PPD's Q1 profit drops on charges

By Kirsty Barnes

- Last updated on GMT

Related tags Ppd Clinical trial

PPD witnessed its profits dip in its first quarter of 2008 as it
was hit with impairment charges and increased research and
development (R&D) costs.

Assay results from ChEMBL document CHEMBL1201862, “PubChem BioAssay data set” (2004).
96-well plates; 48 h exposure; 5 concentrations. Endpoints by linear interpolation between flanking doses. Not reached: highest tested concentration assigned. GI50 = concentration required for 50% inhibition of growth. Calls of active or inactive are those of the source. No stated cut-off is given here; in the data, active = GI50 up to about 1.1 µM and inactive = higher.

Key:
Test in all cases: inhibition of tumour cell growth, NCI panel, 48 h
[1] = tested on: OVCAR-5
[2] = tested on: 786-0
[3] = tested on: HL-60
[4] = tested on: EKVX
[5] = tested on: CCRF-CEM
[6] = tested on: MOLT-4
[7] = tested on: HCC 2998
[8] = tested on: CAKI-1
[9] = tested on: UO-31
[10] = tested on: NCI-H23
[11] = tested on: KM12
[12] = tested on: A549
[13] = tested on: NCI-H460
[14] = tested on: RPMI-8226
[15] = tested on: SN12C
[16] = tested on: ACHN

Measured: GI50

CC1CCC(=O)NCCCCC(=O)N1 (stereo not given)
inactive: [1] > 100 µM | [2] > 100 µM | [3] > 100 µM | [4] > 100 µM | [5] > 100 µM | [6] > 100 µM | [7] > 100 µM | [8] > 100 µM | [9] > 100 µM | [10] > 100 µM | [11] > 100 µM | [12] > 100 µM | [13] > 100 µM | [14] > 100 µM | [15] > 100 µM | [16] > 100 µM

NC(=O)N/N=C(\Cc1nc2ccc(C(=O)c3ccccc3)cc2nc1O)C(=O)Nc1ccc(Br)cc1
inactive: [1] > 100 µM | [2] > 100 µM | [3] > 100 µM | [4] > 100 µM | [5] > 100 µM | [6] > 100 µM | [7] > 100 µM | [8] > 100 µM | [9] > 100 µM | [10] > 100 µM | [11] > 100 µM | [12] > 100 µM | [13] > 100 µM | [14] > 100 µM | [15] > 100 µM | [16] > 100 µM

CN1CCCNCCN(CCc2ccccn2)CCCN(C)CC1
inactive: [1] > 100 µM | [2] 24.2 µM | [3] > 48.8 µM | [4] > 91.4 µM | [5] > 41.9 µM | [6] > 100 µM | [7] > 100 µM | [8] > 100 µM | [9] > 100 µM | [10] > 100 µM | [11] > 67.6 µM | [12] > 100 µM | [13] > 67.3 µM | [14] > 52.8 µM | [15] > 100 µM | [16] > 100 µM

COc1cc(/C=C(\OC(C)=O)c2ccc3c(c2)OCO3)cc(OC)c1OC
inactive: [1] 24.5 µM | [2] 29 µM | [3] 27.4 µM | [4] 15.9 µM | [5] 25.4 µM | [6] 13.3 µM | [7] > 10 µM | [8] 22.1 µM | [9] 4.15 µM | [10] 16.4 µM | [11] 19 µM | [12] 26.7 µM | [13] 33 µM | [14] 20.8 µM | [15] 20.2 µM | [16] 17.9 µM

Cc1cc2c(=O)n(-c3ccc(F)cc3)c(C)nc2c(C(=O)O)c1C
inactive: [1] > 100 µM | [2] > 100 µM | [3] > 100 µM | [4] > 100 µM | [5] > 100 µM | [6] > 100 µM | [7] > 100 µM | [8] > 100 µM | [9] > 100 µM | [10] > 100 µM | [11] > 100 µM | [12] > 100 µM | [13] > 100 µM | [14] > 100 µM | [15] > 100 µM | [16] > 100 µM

The contract research organisation (CRO) reported a pre-tax profit of $57.3m for the quarter, as opposed to the $64.6m generated in the comparable period last year. Aside from the profit dip, PPD recorded an operating income of $67.9m, up from the $60m generated in the comparable last year period, and revenue of $396.2m for the first quarter - an increase of 19.3 per cent over revenue of $332.3m for the first quarter of 2007. In the company's Development segment, revenue was $347.8m, an increase of 15.9 per cent over the same period in 2007, but income from operations was $58.3m, compared to $61.6m. Meanwhile, the Discovery sciences segment saw revenue jump to $19.7m from the $4.5m recorded in the same 2007 period, largely on the back of a a $15.0m milestone payment following the US Food and Drug Administration's (FDA's) acceptance of Takeda Pharmaceutical's new drug application (NDA) for alogliptin, a DPP-4 inhibitor for the treatment of type II diabetes. However, this was partially offset by an increase in R&D expense. Income from operations was $9.6m, compared to a loss from operations of $1.5m for the first quarter of 2007. The main impact on PPD's first quarter pre-tax profit was from a series of investment impairment charges, totalling $16.3m. For example, in March Accentia Biopharmaceuticals announced that its chronic sinusitis drug SinuNase failed to meet its goal in a Phase III clinical trial and as such PPD had to write-off $1.6m of remaining unamortized value of its royalty interest in the drug and $6.5m of equity investment in Accentia. In addition, the company also saw its R&D bill increase to $4.3m from $1.9m in the same period last year as it continues to foot the bill for its statin compound for dyslipidemia. The firm's decision to in-license the investigational compound is proving to be a drag on its bottom line as PPD continues to seek a development partner for the drug. The CRO bought the statin from India's Ranbaxy early in 2007 in a deal worth up to $44m and the company's R&D spending has shot up ever since. The compound showed positive results in a first-in-human study and based on these results, PPD started a first-in-patient study as well as a Phase II proof-of-concept study. The company has been "aggressively seeking a commercial partner​" for the statin in order to help shoulder the burden that the added R&D expenditure is having on the business and has been in "active discussions with a couple of potential licensees in regards to the compound" although as yet, no partner has been found. PPD's in-licensing move is highly unusual for a CRO, whose primary business model is providing drug development assistance on a fee-for-service basis. However, the new compound was taken under the wing of PPD's small but growing Compound Partnering division, which currently has four compounds in development with three partners. Commenting on the performance of the compound partnering unit, company CEO Fred Eshelman said, "Although we were disappointed with the results of the SinuNase Phase III trial, we are pleased with the FDA's acceptance of the NDA for alogliptin and the overall progress of our compound partnering portfolio​."

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